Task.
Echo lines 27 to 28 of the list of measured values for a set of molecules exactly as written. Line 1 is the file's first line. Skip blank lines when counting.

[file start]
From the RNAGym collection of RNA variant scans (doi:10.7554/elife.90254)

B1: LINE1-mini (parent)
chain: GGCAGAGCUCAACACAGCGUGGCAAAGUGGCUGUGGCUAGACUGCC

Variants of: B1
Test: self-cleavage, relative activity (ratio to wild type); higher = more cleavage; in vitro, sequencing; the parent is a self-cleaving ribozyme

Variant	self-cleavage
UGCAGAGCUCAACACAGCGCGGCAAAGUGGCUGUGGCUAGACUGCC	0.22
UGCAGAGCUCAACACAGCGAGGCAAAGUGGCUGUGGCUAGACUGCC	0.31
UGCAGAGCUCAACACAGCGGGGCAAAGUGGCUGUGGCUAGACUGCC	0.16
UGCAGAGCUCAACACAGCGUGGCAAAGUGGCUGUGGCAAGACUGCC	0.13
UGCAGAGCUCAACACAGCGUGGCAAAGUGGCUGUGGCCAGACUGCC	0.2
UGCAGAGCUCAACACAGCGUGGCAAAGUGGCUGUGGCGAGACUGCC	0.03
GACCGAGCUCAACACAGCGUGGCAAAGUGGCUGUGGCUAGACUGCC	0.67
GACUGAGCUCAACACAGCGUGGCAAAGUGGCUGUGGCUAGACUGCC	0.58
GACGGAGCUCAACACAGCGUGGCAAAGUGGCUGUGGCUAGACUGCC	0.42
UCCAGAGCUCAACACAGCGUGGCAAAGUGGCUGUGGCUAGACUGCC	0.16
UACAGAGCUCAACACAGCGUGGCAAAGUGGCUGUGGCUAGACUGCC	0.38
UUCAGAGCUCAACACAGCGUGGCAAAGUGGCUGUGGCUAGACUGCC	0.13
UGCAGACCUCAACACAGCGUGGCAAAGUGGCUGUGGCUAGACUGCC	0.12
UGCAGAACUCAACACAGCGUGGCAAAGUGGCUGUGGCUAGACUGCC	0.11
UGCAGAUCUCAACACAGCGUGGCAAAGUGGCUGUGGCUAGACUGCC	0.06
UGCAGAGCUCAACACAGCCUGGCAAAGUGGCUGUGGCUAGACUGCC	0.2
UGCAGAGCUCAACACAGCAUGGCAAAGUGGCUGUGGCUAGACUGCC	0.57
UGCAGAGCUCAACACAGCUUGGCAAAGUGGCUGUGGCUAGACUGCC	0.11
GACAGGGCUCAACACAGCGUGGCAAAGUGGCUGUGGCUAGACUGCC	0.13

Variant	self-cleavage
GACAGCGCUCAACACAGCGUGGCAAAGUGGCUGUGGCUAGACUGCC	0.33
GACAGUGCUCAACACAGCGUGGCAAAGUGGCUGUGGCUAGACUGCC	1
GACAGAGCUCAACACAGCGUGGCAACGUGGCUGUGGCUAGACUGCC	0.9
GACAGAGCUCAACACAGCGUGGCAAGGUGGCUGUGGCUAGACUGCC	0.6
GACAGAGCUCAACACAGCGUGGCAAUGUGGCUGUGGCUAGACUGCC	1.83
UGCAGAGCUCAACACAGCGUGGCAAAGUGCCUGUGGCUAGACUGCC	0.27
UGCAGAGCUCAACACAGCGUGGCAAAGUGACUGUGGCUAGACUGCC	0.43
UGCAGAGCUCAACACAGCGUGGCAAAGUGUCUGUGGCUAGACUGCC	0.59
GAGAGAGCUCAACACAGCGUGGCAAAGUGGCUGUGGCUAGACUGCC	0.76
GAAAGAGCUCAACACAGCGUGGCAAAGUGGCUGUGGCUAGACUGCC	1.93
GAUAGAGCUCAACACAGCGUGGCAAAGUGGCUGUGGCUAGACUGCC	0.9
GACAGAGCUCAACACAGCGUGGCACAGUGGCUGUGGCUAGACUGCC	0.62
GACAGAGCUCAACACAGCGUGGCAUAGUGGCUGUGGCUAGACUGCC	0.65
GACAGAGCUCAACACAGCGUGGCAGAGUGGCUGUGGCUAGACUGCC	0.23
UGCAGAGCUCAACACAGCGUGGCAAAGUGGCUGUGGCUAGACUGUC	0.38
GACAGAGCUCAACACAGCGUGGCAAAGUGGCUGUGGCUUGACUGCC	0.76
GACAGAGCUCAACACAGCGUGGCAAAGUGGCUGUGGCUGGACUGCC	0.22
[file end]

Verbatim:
GACAGCGCUCAACACAGCGUGGCAAAGUGGCUGUGGCUAGACUGCC	0.33
GACAGUGCUCAACACAGCGUGGCAAAGUGGCUGUGGCUAGACUGCC	1